Cornucopia

Ugly Food: Cow Udders and Fish Livers

By Kitchyart on 8 November, 2013

In our home, my Ibanag mom calls cow udders as “Pukal” but in Tagalog it’s called “Sinuso”. I thought of writing about this because it’s been years since my family encountered this dish again and I learned that’s this is not quite a common part to eat today. I’ve done a bit of reading online and the mammary glands of cattle were used in Old World cuisine. Because of its high fat content, they were usually salted and made into cold cuts in the wintertime. In Germany, breaded then fried like a schnitzel. I didn’t see too many Asian dishes that use them, except for India and Pakistan where they use a spice mix and grill them. To be honest, I don’t think I’ve seen them in today’s menus.

The only way I know how to eat it is the way we prepare it at home. Sadly, I have no photographs of the whole udder. I know that a lot of fat needs to be trimmed off to get to the meatier part of the gland. We usually boil it to soften and marinade it in vinegar to taste. To cook, it’s best to pan fry to render the fat and let it turn crispy on the sides. Perhaps grilling them would be a good idea as well. Some homes add this part to Kare Kare but I’m not sure one can taste it in the rich peanut sauce.

I guess at home we cook it tapa tostado style. The texture is sometimes chewy and sometimes fatty, the taste is buttery and almost milky. The texture might be off putting to others when they realize what they’re eating but it can really pass off as a chewy piece of tapa cooked in butter… but better! This is the best way I can describe this dish, but don’t knock it ’til you try it.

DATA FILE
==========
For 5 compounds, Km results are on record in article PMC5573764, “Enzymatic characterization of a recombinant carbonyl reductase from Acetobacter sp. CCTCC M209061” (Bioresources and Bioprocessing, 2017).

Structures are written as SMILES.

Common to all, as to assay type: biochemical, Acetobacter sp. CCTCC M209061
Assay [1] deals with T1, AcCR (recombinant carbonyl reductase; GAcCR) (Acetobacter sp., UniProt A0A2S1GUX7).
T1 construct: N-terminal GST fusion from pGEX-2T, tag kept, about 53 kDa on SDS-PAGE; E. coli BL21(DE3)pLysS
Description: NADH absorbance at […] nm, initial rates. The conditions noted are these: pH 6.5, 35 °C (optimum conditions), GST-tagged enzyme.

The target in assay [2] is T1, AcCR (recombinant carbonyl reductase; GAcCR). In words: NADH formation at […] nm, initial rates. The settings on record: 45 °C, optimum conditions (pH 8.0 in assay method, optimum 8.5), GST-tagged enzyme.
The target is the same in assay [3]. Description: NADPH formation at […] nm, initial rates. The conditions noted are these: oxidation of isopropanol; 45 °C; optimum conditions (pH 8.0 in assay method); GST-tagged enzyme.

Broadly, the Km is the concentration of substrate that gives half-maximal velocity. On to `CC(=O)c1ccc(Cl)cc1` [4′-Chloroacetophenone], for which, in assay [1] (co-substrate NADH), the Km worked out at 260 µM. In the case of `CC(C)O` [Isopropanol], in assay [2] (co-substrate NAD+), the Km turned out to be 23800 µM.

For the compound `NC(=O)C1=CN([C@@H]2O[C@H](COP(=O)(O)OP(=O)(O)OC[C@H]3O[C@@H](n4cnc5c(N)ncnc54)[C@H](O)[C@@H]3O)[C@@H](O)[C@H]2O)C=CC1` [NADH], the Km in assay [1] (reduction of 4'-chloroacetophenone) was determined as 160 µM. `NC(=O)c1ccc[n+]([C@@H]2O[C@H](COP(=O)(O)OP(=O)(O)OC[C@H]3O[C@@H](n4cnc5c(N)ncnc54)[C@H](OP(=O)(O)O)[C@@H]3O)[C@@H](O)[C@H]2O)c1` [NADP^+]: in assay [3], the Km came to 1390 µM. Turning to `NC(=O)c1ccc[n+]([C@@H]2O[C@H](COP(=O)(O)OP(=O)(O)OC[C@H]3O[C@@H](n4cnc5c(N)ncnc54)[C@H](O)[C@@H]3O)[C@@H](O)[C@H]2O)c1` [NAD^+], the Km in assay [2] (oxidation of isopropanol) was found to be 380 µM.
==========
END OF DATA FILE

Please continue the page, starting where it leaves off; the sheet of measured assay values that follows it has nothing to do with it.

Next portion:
Another dish we have occasionally at home are fish livers. My dad is from Malabon and he insists that the Bangus (Milkfish) liver is just like a pâté. He is right about that, but we don’t really prepare the fish livers in a terrine. We usually serve it with our sinigang. I actually just had some tonight and I thought it deserved an honorable mention as well.

I write about these two dishes because they are not widely known by the public today and they are not easily bought in a supermarket. A lot of the markets we see today sell mostly prepared food and not much of the fresh meat or catch of the day. Perhaps we need to make friends with butchers or fishmongers so we can get these prime cuts to our dining tables.

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  • NOVEMBER 10, 2013 2:24 PM

    Michelle said...

    I love sinuso! I never thought the word sinuso is for real until I read your post. I always thought it sounded weird and that my lola probably just made it up. When my lola was still alive, we visited her on Sundays in Malolos. She’d prepare us simple but really flavorful Filipino dishes for lunch. The first time she served us sinuso, it was cut in cubes and cooked dry-style adobo. My siblings and I loved it! Whenever this dish was served we’d all get excited and try to hoard as much pieces on our plates since the servings were quite limited. I somewhat share same sentiments on the availability of these prime cuts of meats in the market. But since I’m not much of a cook, I look forward that someday chefs will have this dish in their menu.

  • NOVEMBER 11, 2013 6:13 PM

    kitchyart said...

    Thanks for stopping by, Michelle! I'm very pleased to hear that your family enjoys sinuso. Sinuso is a little tedious to prepare but I'll definitely try it dry-style adobo for a change. I do hope that more people open up their palates to unfamiliar cuisines. Keep on eating!

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